Search Images Maps Play YouTube News Gmail Drive More »
Sign in
Screen reader users: click this link for accessible mode. Accessible mode has the same essential features but works better with your reader.

Patents

  1. Advanced Patent Search
Publication numberUS7776465 B1
Publication typeGrant
Application numberUS 09/718,767
Publication dateAug 17, 2010
Filing dateNov 22, 2000
Priority dateNov 30, 1999
Also published asCN1157819C, CN1298212A, EP1107336A2, EP1107336A3
Publication number09718767, 718767, US 7776465 B1, US 7776465B1, US-B1-7776465, US7776465 B1, US7776465B1
InventorsTsuyonobu Hatazawa, Tomitaro Hara, Takahiro Endo, Kazuhito Hatta
Original AssigneeSony Corporation
Export CitationBiBTeX, EndNote, RefMan
External Links: USPTO, USPTO Assignment, Espacenet
Nonaqueous electrolyte battery
US 7776465 B1
Abstract
Disclosed is a nonaqueous electrolyte battery including a battery element contained in an outer covering member composed of a laminated film and sealed therein by heat seal, and a gas absorbable material interposed between the outermost layer of the outer covering member and the battery element. Such a battery is advantageous in that even if gas occurs in the battery element, the laminated film as the outer covering member is prevented from being swelled.
Images(7)
Previous page
Next page
Claims(7)
1. A nonaqueous electrolyte battery comprising:
an outer covering member including a laminated film having an outermost layer;
a battery element contained in the outer covering member and sealed therein by heat seal, the battery element having a positive electrode and a negative electrode each having a gel electrolyte at a portion thereof, the portions of the positive and negative electrodes being laminated to each other and pressed and wound such that the battery element is a winding type gel electrolyte battery element, the battery element having a first end at which first wound edges are located and a second end, which is opposite the first end, at which second wound edges are located, the gel electrolyte comprising a plasticizer containing a lithium salt and a matrix high polymer in an amount of 2 wt % to 30 wt %, the matrix high polymer comprising a fluorine based high polymer selected from the group of polyvinylidene fluoride and vinylidene fluoride-hexafluoropropylene copolymer,
the outer covering member including a gas absorbable material and resin material interposed between the outermost layer of said outer covering member and said battery element, the gas absorbable material being one of molecular sieve and silica gel, a content of the gas absorbable material being in a range of 0.1 wt % to 95 wt % on a basis of a weight of the resin material, the gas absorbable material and the resin material having a thickness in a range of 1 μm to 500 μm;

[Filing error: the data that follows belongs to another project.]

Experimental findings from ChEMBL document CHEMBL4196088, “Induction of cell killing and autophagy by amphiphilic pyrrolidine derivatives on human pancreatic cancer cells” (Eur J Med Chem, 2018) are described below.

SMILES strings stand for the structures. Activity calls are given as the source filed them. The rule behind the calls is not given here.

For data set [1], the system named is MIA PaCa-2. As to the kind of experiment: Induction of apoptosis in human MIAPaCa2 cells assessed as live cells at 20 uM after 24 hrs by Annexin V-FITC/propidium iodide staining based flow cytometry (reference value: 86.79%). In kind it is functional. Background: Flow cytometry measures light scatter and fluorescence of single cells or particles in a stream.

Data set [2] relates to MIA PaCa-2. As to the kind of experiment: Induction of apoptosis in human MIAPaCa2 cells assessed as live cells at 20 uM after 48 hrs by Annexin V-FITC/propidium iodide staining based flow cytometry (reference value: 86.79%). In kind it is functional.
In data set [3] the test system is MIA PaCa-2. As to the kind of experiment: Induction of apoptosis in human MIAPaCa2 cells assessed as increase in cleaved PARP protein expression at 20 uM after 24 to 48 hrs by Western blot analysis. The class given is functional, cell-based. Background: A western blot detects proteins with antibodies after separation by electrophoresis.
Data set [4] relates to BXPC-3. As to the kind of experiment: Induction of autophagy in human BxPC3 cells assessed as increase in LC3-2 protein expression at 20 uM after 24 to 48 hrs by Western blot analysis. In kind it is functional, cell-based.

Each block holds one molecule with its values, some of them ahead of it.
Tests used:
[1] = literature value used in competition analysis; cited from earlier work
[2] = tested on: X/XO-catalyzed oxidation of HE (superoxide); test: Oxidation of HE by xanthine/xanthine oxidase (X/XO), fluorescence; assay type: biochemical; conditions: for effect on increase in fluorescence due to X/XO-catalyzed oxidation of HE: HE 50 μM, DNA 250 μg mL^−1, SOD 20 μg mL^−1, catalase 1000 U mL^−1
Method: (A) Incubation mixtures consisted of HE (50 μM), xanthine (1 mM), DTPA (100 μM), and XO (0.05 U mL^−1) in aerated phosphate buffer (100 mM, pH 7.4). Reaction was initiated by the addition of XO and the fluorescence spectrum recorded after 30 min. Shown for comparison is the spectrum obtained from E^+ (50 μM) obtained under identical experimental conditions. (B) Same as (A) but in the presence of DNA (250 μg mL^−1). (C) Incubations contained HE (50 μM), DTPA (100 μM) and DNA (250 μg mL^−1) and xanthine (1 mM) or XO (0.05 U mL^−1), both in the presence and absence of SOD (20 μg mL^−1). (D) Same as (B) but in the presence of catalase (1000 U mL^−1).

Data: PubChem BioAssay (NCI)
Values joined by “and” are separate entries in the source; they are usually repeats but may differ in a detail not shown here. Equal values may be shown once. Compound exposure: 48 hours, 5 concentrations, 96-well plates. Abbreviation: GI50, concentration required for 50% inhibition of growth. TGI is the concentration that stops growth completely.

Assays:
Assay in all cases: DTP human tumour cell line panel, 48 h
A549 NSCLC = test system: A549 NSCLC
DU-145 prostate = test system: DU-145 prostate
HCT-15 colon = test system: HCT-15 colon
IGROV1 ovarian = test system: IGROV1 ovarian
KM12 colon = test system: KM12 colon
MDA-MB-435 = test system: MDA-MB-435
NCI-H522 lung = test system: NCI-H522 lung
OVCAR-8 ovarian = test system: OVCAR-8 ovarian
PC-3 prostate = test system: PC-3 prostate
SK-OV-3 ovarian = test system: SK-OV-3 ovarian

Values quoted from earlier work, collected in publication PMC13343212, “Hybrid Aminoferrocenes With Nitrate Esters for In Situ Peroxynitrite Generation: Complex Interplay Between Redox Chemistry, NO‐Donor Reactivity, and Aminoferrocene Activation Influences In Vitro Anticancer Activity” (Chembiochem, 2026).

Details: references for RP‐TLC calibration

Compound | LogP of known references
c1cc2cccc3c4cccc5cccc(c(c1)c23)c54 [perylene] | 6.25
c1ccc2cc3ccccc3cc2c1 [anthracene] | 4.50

a first gas absorbable member positioned at the first end of the battery element adjacent the first wound edges of the battery element and positioned between the battery element and the outer covering member, the first gas absorbable member not being a part of the outer covering member; and
a second gas absorbable member positioned at the second end of the battery element adjacent the second wound edges of the battery element and positioned between the battery element and the outer covering member, the second gas absorbable member not being a part of the outer covering member;
said first and second gas absorbable members each being a continuous solid plate-like member and each comprising a gas absorbable material powder hardened within a resin material;
said outer covering member having a first outer covering member and a second outer covering member, the first outer covering member and the second outer covering member being a single common piece of material;
said first outer covering member having a recessed portion accommodating the battery element;
said second outer covering member extending from one side of the first outer covering member and folded onto the first outer covering member covering the battery element and the recessed portion.
2. A nonaqueous electrolyte battery according to claim 1, wherein said gas absorbable material is carbon molecular sieve.
3. A nonaqueous electrolyte battery according to claim 1, wherein first and second gas absorbable members each include a second gas absorbable material that is mixed with a second resin material and the mixture is molded to form said first and second gas absorbable members, and said first and second gas absorbable members are inserted between the outermost layer of said outer covering member and at least one or more planes of said battery element.
4. A nonaqueous electrolyte battery according to claim 1, wherein the negative electrode of said battery element contains a material in or from which lithium is allowed to be doped or undoped.
5. A nonaqueous electrolyte battery according to claim 4, wherein said material in or from which lithium is allowed to be doped or undoped is a carbon material.
6. A nonaqueous electrolyte battery according to claim 1, wherein the positive electrode of said battery element contains a composite oxide of lithium and a transition metal.
7. A nonaqueous electrolyte battery according to claim 1, wherein said battery is a secondary battery.
Description
RELATED APPLICATION DATA

The present application claims priority to Japanese Application No. P11-341373 filed Nov. 30, 1999, which application is incorporated herein by reference to the extent permitted by law.